Integral Test - From lecture it was clear that students' integration skills were a bit rusty, if not a bit poor. Thus I created this in-class activity to get students to practice their indefinite, definite, and improper integration skills, and to use the integral test of convergence of a series. There are a few curve balls, and we had a good discussion of how to deal with them.

If you have any feedback, or if you use these worksheets, let me know! Feel free to post a comment below, or email me directly.

Friday, April 11, 2014

In-Class Activities: A Well I Have Fallen Into

This term I am utilizing in-class activities in all four of my classes in various ways. Previously I've used them only in special cases where the topic is best understood by a hands-on demonstration of the concept. After teaching with a flipped classroom model developed by another faculty member, I am becoming more comfortable with students discovering the material in-class, as opposed to me telling students what the ideas are.

College Mathematics - This is the course I taught last term that utilized a flipped classroom model. Students are to print out handouts before class, take a pre-quiz, come to class, work on the handouts in groups, complete the handouts at home, and take a post-quiz within 24 hours after class. They repeat this for a number of handouts, and also have group tests, tests, and homework. Initially I was worried about, well, everything. Students not showing up, not understanding, waiting for me to tell them what to do, etc. It all happened, but those students who would have done well in a traditional class did well here. Those that would not have done well in a  traditional course... I'm not sure if they did any better using this model. The freedom that students are allowed in this format presents them with a choice, to put the time into understand the material, or not. But this is the choice all students have in any course. At this point I see this method doing no harm, and possibly helping students understand the material a bit better.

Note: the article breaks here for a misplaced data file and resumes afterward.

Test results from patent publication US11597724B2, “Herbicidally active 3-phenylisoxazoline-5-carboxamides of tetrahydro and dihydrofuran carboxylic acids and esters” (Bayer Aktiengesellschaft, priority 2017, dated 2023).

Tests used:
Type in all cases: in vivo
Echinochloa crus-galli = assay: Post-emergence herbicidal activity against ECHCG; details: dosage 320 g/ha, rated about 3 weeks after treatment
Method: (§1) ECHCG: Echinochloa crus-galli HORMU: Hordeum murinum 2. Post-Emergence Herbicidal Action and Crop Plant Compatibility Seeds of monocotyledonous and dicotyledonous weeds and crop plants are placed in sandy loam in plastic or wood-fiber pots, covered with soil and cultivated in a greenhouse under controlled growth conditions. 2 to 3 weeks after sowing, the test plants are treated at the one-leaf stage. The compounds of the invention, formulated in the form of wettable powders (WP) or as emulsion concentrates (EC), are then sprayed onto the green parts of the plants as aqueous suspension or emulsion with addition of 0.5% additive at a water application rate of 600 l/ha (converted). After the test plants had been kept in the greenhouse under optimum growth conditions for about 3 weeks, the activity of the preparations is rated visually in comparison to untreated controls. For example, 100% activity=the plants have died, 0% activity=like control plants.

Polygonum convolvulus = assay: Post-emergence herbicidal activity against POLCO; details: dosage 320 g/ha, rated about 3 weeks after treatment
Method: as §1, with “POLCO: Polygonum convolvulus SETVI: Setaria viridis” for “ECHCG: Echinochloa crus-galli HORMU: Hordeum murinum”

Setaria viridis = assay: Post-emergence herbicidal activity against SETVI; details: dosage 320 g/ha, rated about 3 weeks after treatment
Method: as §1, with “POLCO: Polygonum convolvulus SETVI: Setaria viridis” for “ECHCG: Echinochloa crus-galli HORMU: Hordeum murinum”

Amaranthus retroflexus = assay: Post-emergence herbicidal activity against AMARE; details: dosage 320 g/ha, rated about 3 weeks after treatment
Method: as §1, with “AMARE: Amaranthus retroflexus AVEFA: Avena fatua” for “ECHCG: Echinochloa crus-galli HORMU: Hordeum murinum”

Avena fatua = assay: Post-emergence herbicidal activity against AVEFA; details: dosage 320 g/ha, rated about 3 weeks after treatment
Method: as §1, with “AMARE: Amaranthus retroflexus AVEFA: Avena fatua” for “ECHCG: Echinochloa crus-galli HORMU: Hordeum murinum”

Trigonometry/Pre-Calculus - This is a 5 credit hour course that meets twice a week, meaning two and a half hour class meetings. To break up lectures I'm using in-class activities to have students develop concepts, or to gain practice with different skills. The first two had students developing the graphs of trigonometric functions. Students were initially resistant, but during the summation of the activity they were able to answer questions students in previous classes were not.

Calculus I - I'm using the POGIL activities (link to come) another instructor recommended. There are only three in the course, but if the first activity is any indication, I think they'll do well.

Calculus III - Weekly activities meant to simulate a structured recitation. The activities have been successful, but the time it takes to develop them is considerable.

I will be posting these activities in my upcoming Worksheet Wednesdays. Feel free to download them, use them, and send along any feedback.